‘I am surprised to know this about myself! I never knew I could write. But talking to you I recollected the poem that won the appreciation from someone who hated me, Ms. Narayan, our science teacher. Of course it was Venkatachalan who got the accolades because I wrote the poem, ‘The ungreatful moon’, for him. Let me spell it out for you ha ha ha! The spelling mistake was corrected by her while she was profusely praising the lines. She was praising me, wasn’t she! Now I realise why I never make spelling mistakes; I always check.’
‘I must also confess something. Although I am known as a black sheep, a bad apple, an outcast by many, chatting up with you was cool. It helped me rediscover myself. I made Pari smile. During Vishwakarma puja*, my friend, a next door neighbor looked pensive; he did not have money to buy kites. I had money the day before from my visiting aunt from Delhi. I took him to the market, bought two kites, threads with latai (thread reel). We went to the rooftop and started flying kites; I was holding the reel, encouraging him. We won and lost and won a number of times fighting the flying game. (Smiles)’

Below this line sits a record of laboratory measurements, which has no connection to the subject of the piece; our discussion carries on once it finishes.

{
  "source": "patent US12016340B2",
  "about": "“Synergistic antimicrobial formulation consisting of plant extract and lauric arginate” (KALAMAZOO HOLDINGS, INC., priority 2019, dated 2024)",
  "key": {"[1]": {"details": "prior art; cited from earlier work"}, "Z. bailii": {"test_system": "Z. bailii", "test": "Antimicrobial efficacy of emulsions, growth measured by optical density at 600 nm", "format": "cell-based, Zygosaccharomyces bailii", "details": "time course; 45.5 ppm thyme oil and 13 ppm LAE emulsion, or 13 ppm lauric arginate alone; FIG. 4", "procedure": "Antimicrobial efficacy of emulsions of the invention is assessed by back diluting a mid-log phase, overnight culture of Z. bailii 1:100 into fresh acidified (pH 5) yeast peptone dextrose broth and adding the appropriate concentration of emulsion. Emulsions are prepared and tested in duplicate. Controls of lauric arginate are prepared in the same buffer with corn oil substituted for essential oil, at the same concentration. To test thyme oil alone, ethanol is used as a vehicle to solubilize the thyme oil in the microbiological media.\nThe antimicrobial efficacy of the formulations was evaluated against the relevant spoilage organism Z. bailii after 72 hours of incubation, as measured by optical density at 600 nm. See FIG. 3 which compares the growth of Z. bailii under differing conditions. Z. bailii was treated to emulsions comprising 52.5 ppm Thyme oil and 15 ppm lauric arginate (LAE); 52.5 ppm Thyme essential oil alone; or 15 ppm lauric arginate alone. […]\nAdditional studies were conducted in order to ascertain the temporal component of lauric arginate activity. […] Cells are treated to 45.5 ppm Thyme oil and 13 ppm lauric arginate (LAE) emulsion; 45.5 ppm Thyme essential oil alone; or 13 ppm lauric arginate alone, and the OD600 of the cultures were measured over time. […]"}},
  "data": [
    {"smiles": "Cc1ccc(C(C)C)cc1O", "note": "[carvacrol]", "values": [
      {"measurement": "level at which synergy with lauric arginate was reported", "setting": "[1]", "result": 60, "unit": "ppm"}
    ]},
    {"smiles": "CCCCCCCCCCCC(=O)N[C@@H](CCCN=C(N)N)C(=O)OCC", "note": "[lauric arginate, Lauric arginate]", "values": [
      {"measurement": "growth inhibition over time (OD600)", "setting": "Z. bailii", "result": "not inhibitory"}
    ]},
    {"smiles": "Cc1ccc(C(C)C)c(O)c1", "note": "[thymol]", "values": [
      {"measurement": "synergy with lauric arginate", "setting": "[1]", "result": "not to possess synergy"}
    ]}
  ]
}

They were complete strangers a night ago. By sheer accident, came to the echo point of this hill station in South India, Kodaikanal* in the middle of the night to take a leap into its lap and end their lives. There, the whole night they sat around reading to each other bits and pieces of their past. Now, with the dawn, they are climbing down to the city holding hands, to face life. Once again.
Vishwakarma puja – the god of work, celebrated one month before Durga Puja. It means a holiday for all menial labourers, small and big businesses, for children it is an occasion to celebrate flying kites.
Kodaikanal – it is a hill station which is famous for its beauty, the smell of eucalyptus trees and also for its echo point; it is said that the voice can be heard very clearly for a long duration